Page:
• 1, 2 Construction of an ordinance is a question of law for the court (Oberman v. Byrne (1983), 112 Ill. App.3d 155, 160, 445 N.E.2d 374, 378), and cannot be settled by affidavits (see Village of North Riverside v. Brookfield North Riverside Water Commission (1973), 15 Ill. App.3d 752, 754-55, 305 N.E.2d 221, 222-23), which are designed to present facts to the court, not conclusions of law (Motz v. Central National Bank (1983), 119 Ill. App.3d 601, 605, 607, 456 N.E.2d 958, 961, 963; Supreme Court Rule 191 (87 Ill.2d. R. 191)). While city administrative agencies are entitled to deference in their interpretation of their own regulations and the ordinances that they are charged with implementing (see First National Bank & Trust Co. v. City of Rockford (1977), 47 Ill. App.3d 131, 141-42, 361 N.E.2d 832, 839-40), constructions that would render ordinances meaningless or absurd are to be avoided (Du Bois v. Gibbons (1954), 2 Ill.2d 392, 410-12, 118 N.E.2d 295, 305-06; Rode v. Village of Northbrook (1984), 123 Ill. App.3d 436, 441, 462 N.E.2d 843, 847). We simply cannot accept Skrypek's proposed construction because it would mean that the ordinance and regulation would apply to all officers who had prior police experience and no police experience, and who had been certified and at the same time not certified. In other words, the ordinance and regulation would apply to no one.

• 3 Moreover, Skrypek's affidavit does not address what is really the critical question — "New, as of what date?" Defendants now appear to argue that the city council intended the ordinance to mean, "New, as of October 8, 1982" (five months before the ordinance was adopted). However, a less-strained interpretation would seem to be that "new members" refers to those who became new after the effective date of the ordinance. In other words, new would seem to mean "newly hired" after the ordinance became law. When this ordinance went into effect, plaintiffs were not new employees, but had already been serving on the police force for five months, as long a period as any other officer except for the police chief. Had the city council really intended the longer probationary period to apply retroactively to officers who had been hired under a shorter probationary period, creating a possible constitutional conflict, it could have said so in clear and unequivocal terms in the ordinance. The city council did not. Instead it provided in the ordinance:

"Sec. 2-336 Applicability.

The provisions of this article shall apply only to full-time firemen and full-time policemen. * * * All current rules and regulations of the fire and police departments and of the board of fire commissioners and the board of police commissioners, except those in conflict therewith, shall remain in full force and effect unchanged by the passage of this ordinance." City of Burbank Ordinance No. 9-2-83.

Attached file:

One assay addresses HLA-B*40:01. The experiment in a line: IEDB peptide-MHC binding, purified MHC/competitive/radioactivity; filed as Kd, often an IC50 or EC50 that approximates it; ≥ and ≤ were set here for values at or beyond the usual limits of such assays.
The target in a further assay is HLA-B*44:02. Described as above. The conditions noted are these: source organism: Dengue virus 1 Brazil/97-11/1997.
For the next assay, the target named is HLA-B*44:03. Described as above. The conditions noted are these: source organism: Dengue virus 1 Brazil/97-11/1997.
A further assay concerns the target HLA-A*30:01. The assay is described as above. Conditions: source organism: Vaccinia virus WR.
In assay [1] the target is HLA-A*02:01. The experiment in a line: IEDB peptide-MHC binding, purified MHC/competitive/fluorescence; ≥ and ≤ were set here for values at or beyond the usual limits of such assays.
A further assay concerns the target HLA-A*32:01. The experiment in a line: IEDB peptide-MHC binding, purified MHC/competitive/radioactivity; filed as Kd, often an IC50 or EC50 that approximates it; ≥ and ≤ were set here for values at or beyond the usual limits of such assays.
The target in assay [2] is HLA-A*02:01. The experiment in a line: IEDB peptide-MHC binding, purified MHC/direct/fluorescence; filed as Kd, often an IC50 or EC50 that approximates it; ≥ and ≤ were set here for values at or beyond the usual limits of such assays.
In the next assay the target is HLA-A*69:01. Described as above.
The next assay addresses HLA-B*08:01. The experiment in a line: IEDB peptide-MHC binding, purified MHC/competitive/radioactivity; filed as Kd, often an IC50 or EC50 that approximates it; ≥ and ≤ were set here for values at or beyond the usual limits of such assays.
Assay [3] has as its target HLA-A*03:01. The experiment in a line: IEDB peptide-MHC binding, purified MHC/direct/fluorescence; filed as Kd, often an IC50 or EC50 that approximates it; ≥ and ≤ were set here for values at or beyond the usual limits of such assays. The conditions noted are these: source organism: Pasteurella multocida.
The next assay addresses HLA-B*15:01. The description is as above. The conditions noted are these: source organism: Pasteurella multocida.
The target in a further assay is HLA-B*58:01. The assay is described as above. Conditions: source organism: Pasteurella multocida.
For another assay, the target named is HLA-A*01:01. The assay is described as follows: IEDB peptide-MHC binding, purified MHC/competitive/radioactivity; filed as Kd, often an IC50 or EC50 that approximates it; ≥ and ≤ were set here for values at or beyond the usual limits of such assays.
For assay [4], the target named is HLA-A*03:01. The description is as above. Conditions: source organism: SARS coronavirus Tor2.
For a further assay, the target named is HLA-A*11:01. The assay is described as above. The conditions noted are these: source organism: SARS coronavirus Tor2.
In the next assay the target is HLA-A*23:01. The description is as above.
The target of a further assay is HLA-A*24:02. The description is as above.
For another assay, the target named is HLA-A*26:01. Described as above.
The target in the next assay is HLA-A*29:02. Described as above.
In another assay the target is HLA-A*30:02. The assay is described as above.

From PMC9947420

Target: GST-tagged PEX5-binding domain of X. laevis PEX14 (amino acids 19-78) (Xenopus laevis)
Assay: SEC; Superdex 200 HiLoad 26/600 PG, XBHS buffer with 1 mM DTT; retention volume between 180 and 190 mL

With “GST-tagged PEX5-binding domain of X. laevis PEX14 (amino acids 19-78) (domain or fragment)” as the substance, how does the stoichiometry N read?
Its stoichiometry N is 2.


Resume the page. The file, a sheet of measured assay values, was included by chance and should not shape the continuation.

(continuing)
• 4, 5 The rules that govern the construction of statutes also apply to the construction of ordinances. (American National Bank & Trust Co. v. Village of Arlington Heights (1983), 115 Ill. App.3d 342, 344, 450 N.E.2d 898, 901.) Enactments cannot be given retroactive application unless there is a clear expression from the legislative body that it intended such a result. (Coronado v. Fireman's Fund Insurance Co. (1985), 131 Ill. App.3d 450, 453-54, 475 N.E.2d 1048, 1051.) Finding no such expression in ordinance No. 9-2-83, we conclude that plaintiffs were not subject to the two-year probationary period.

• 6 Plaintiffs were discharged more than one year after they were hired. The circuit court concluded that a 90-day probationary period applied to plaintiffs. As noted above, the only basis for defendant's contention that plaintiffs were subject to two years' probation is ordinance No. 9-2-83. However, we conclude that this ordinance did not apply to plaintiffs, and that plaintiffs were discharged improperly.

As Justice Simon has pointed out:

"`The purpose of the probationary period is to enable the appointing officer to determine whether a permanent appointment is desirable. That question is left solely to his judgment, and he has the whole probationary period in which to decide it.' [Citation.] The Director [of Personnel] does not, however, have more than the probationary period. The personnel rules create an expectation that the probation will continue until the officer is discharged or receives a permanent appointment. They do not allow the Director to adopt the third option of extending the officer's term to give city officials several more months in which to reach a decision.

This interpretation of the rules is consistent with notions of common sense and fair play. Because probation is a time for testing new employees, a time for the probationary officer to show especially excellent behavior, the officer should know specifically how long the probation will last. * * *

This interpretation is also in line with the fundamental tenet of justice summarized in the admonition about not changing the rules in the middle of the game. It is impossible to tell if [the plaintiff] would have accepted the original appointment had he known the probationary term was 12 months instead of 9." Schmidt v. Personnel Board (1980), 89 Ill. App.3d 434, 436, 411 N.E.2d 1060, 1062.

The circuit court declined to order reinstatement and backpay for plaintiffs, but plaintiffs have not cross-appealed that decision, consequently we have no occasion to comment on its correctness. (See Mid-West National Bank v. Metcoff (1974), 23 Ill. App.3d 607, 610, 319 N.E.2d 336, 340.) We affirm the decision remanding this case for to the board for further proceedings.

Affirmed.

STAMOS and HARTMAN, JJ., concur.

19860506

© 2002 VersusLaw Inc.



Buy This Entire Record For $7.95

Official citation and/or docket number and footnotes (if any) for this case available with purchase.

Learn more about what you receive with purchase of this case.